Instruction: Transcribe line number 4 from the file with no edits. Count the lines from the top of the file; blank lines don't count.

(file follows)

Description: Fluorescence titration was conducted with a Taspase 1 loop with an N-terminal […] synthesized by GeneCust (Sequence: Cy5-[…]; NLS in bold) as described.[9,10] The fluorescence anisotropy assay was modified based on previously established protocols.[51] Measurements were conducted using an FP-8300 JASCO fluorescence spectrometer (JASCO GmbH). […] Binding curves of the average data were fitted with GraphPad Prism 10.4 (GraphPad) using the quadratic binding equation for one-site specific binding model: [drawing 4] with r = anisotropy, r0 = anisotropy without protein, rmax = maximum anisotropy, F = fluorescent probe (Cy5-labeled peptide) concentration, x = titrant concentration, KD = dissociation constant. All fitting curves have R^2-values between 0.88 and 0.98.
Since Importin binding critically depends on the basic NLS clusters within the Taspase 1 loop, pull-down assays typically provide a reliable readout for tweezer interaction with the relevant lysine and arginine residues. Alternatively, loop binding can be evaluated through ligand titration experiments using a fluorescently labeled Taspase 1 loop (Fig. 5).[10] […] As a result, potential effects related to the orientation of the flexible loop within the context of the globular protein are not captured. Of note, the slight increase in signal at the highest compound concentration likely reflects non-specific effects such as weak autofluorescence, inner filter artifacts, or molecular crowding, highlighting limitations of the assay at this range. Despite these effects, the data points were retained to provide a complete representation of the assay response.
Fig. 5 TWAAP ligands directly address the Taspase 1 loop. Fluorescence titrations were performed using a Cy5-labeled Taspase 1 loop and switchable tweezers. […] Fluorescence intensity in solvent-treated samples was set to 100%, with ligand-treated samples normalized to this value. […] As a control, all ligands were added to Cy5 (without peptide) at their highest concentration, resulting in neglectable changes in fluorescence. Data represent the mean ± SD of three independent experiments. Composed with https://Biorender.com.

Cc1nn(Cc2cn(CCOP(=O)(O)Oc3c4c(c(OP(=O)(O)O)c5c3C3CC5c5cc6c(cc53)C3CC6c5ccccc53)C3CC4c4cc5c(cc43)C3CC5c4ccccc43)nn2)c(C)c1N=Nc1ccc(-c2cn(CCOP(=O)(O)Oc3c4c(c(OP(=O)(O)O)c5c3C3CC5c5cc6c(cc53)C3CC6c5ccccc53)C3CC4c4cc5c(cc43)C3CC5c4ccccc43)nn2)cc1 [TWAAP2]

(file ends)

Cc1nn(Cc2cn(CCOP(=O)(O)Oc3c4c(c(OP(=O)(O)O)c5c3C3CC5c5cc6c(cc53)C3CC6c5ccccc53)C3CC4c4cc5c(cc43)C3CC5c4ccccc43)nn2)c(C)c1N=Nc1ccc(-c2cn(CCOP(=O)(O)Oc3c4c(c(OP(=O)(O)O)c5c3C3CC5c5cc6c(cc53)C3CC6c5ccccc53)C3CC4c4cc5c(cc43)C3CC5c4ccccc43)nn2)cc1 [TWAAP2]